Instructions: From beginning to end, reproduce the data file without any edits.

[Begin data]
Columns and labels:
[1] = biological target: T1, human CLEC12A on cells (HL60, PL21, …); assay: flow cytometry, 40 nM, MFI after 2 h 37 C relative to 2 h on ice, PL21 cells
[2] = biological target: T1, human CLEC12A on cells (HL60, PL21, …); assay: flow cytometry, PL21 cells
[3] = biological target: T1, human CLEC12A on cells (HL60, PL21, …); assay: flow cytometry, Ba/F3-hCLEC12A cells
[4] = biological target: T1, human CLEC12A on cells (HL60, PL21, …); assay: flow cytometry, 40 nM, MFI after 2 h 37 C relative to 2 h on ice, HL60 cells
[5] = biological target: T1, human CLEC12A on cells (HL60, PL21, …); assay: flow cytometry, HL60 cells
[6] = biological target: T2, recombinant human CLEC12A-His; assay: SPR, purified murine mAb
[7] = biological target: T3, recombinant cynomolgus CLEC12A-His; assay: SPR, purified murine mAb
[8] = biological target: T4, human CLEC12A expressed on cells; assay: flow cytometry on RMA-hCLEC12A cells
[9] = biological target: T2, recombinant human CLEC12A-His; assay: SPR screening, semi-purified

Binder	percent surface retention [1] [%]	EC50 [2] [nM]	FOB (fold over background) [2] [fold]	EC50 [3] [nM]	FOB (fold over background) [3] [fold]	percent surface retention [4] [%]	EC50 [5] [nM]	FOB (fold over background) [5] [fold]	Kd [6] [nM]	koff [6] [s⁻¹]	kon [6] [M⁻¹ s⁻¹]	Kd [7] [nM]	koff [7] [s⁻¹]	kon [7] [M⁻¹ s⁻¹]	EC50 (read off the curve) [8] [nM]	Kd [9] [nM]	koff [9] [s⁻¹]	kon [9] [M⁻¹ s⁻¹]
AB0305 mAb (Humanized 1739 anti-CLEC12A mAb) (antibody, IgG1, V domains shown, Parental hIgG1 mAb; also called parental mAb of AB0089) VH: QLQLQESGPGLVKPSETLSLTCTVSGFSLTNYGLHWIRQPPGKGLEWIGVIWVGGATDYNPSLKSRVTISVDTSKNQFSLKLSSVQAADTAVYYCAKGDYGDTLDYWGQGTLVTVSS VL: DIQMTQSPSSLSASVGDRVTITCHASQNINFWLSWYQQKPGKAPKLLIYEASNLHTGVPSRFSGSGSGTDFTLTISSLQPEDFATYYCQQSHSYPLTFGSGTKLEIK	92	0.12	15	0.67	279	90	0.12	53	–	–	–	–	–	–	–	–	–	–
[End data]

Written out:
Columns and labels:
[1] = biological target: T1, human CLEC12A on cells (HL60, PL21, …); assay: flow cytometry, 40 nM, MFI after 2 h 37 C relative to 2 h on ice, PL21 cells
[2] = biological target: T1, human CLEC12A on cells (HL60, PL21, …); assay: flow cytometry, PL21 cells
[3] = biological target: T1, human CLEC12A on cells (HL60, PL21, …); assay: flow cytometry, Ba/F3-hCLEC12A cells
[4] = biological target: T1, human CLEC12A on cells (HL60, PL21, …); assay: flow cytometry, 40 nM, MFI after 2 h 37 C relative to 2 h on ice, HL60 cells
[5] = biological target: T1, human CLEC12A on cells (HL60, PL21, …); assay: flow cytometry, HL60 cells
[6] = biological target: T2, recombinant human CLEC12A-His; assay: SPR, purified murine mAb
[7] = biological target: T3, recombinant cynomolgus CLEC12A-His; assay: SPR, purified murine mAb
[8] = biological target: T4, human CLEC12A expressed on cells; assay: flow cytometry on RMA-hCLEC12A cells
[9] = biological target: T2, recombinant human CLEC12A-His; assay: SPR screening, semi-purified

Binder	percent surface retention [1] [%]	EC50 [2] [nM]	FOB (fold over background) [2] [fold]	EC50 [3] [nM]	FOB (fold over background) [3] [fold]	percent surface retention [4] [%]	EC50 [5] [nM]	FOB (fold over background) [5] [fold]	Kd [6] [nM]	koff [6] [s⁻¹]	kon [6] [M⁻¹ s⁻¹]	Kd [7] [nM]	koff [7] [s⁻¹]	kon [7] [M⁻¹ s⁻¹]	EC50 (read off the curve) [8] [nM]	Kd [9] [nM]	koff [9] [s⁻¹]	kon [9] [M⁻¹ s⁻¹]
AB0305 mAb (Humanized 1739 anti-CLEC12A mAb) (antibody, IgG1, V domains shown, Parental hIgG1 mAb; also called parental mAb of AB0089) VH: QLQLQESGPGLVKPSETLSLTCTVSGFSLTNYGLHWIRQPPGKGLEWIGVIWVGGATDYNPSLKSRVTISVDTSKNQFSLKLSSVQAADTAVYYCAKGDYGDTLDYWGQGTLVTVSS VL: DIQMTQSPSSLSASVGDRVTITCHASQNINFWLSWYQQKPGKAPKLLIYEASNLHTGVPSRFSGSGSGTDFTLTISSLQPEDFATYYCQQSHSYPLTFGSGTKLEIK	92	0.12	15	0.67	279	90	0.12	53	–	–	–	–	–	–	–	–	–	–